BC Liberal leader facing internal backlash amid growing list of candidate controversies
VANCOUVER -- Andrew Wilkinson's leadership of the BC Liberals is under fire following a string of candidate controversies that have caused rising tensions within the free-enterprise coalition.
The party's membership chair criticized Wilkinson publicly on Thursday, writing on Twitter that the BC Liberal Party under his leadership "does not reflect values I support."
"We have a problem in the leadership of the party and their lack of willingness to stand up for diversity, inclusion and the values of BC Liberal members – not just the interests of a small group of constituents," Nicole Paul said.
"I will continue to advocate for an inclusive party that doesn't just talk the talk, but walks the walk. I'm looking forward to those discussions with members after this election."
Paul declined an interview with CTV News on Friday, but gave an email statement saying her intention isn't "destroying Andrew or the party – it is about getting back to what we stand for."
Her comments were posted hours after Chilliwack-Hope candidate Laurie Throness resigned from the Liberals amid backlash over his recent remarks comparing a policy of offering free contraceptives to eugenics.
Previous calls to eject Throness from caucus over the summer – when he initially refused to cut ties with a socially conservative publication that has defended the homophobic practice of conversion therapy – were ignored.
Paul said she's been fighting BC Liberal leadership behind closed doors for months, arguing that "the views of Laurie Throness do not belong in our party."
"I have advocated for many constructive courses of action that would help keep our coalition together. All of which have been completely ignored by the party leadership and in some instances, completely contradicted," she wrote.
Asked about the criticisms on Friday, Wilkinson stressed the BC Liberals' commitment to equality and suggested that candidates who don't fall in line wouldn't be welcome in their ranks.
"Everyone in British Columbia needs to feel secure that they are free of discrimination regardless of the grounds being age or family of origin or sexual orientation or gender," the leader said.
"If our candidates don't stand by those values, they're no longer our candidates."
But Wilkinson has also been criticized for failing to take action in the wake of recent controversies, and even for letting Throness resign rather than firing him.
He told reporters he called Throness on Thursday "with the plan that he would be ending his candidacy on that call," suggesting that Throness beat him to the punch.
Last month, Wilkinson also came to the defence of Margaret Kunst, a Langley East candidate who voted against endorsing a rainbow crosswalk in her community as a city councillor.
While Kunst said she voted it down because she wanted a process in place to avoid approving such things on an "ad-hoc basis," it was later revealed she had previously filled out a questionnaire indicating she wouldn't support rainbow crosswalks because she believes "our Canadian Flag represents freedom and inclusivity for all in Canada."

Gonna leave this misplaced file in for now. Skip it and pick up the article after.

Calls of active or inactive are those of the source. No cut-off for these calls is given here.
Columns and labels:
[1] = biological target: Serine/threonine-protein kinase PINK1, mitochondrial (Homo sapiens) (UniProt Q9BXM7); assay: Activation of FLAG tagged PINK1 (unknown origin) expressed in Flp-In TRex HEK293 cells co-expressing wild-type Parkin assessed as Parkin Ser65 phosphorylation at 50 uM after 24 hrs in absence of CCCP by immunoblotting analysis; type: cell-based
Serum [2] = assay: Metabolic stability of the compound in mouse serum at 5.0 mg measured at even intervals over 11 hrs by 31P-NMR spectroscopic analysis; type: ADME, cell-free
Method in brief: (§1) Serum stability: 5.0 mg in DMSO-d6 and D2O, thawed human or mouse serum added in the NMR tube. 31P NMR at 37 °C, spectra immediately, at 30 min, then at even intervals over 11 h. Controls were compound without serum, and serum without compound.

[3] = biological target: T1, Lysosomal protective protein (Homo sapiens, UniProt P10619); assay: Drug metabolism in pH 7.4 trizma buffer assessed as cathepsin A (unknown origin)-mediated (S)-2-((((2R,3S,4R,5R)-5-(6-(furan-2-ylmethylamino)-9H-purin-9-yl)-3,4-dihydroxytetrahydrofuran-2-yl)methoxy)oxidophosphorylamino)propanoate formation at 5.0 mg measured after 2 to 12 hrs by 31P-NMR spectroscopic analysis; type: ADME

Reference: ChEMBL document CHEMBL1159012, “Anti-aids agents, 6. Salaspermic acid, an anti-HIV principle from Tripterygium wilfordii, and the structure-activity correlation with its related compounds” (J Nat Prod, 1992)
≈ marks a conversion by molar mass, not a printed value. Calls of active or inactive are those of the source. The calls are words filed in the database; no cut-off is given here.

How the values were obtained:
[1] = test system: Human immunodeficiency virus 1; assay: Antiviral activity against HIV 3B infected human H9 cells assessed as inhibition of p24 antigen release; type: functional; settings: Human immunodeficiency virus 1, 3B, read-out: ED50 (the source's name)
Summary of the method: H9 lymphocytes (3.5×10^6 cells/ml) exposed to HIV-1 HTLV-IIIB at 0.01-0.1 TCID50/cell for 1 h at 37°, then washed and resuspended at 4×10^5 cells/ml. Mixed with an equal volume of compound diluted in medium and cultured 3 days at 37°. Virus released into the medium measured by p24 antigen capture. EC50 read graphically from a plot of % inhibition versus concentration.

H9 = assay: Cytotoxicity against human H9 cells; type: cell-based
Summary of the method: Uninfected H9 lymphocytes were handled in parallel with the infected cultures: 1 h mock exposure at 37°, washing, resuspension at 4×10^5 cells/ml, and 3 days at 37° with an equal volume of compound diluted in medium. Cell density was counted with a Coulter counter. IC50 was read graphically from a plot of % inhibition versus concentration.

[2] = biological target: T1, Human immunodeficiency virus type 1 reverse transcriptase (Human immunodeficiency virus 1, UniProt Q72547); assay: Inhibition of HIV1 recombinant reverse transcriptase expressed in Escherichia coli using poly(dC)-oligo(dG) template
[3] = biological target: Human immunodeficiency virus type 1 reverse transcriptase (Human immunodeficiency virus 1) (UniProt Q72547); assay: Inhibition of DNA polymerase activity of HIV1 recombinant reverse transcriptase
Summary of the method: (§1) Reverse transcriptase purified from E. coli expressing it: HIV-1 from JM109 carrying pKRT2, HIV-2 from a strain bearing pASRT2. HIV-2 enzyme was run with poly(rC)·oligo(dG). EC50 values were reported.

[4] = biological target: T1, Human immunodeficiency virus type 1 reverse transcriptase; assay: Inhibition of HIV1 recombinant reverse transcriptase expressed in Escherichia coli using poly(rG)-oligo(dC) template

On Friday, the NDP raised concerns about another candidate in New Westminster, Lorraine Brett, who tweeted support for author J.K. Rowling's headline-making blog post on gender identity, which was widely viewed as an affront to transgender women.
"J.K Rowling's best work! Thank you," reads the now-deleted post.
Brett defended her remarks on Twitter Friday, while touting the BC Liberals' "unequivocal" support for the LGBTQ community.
"I think it's important to hear different ideas in a fair and open society," Brett said, adding that her party has "worked hard to advance an agenda that builds a better and more tolerant British Columbia."
The remarks rang hollow for some on the platform, including one user who called it "sickening" to suggest "the rights and safety of trans people are up for debate."
Former BC Liberal cabinet minister George Abbott told CTV News the party's current tensions are likely the byproduct of the unique mix of federal Liberals and federal Conservatives who make up its membership.
"Sometimes that coalition operates in a fairly comfortable fashion," said Abbott, who left the BC Liberals years ago. "At other times there are overt tensions in the party, and this appears to be one of those occasions."
With just over a week to go until the election, Abbott said Wilkinson will surely be working hard in the coming days to bring the party together.
"One never wants to see them fraying during election campaigns," he said.
Meanwhile, NDP Leader John Horgan, who remains way ahead of Wilkinson in the polls, capitalized on the controversies at his own campaign event Friday, calling on the BC Liberals to remove both Kunst and Brett from the party.
"Andrew Wilkinson can't claim there's no room for discrimination when continuing to tolerate hate in his own team of candidates. He needs to fire Margaret Kunst and Lorraine Brett today," Horgan said.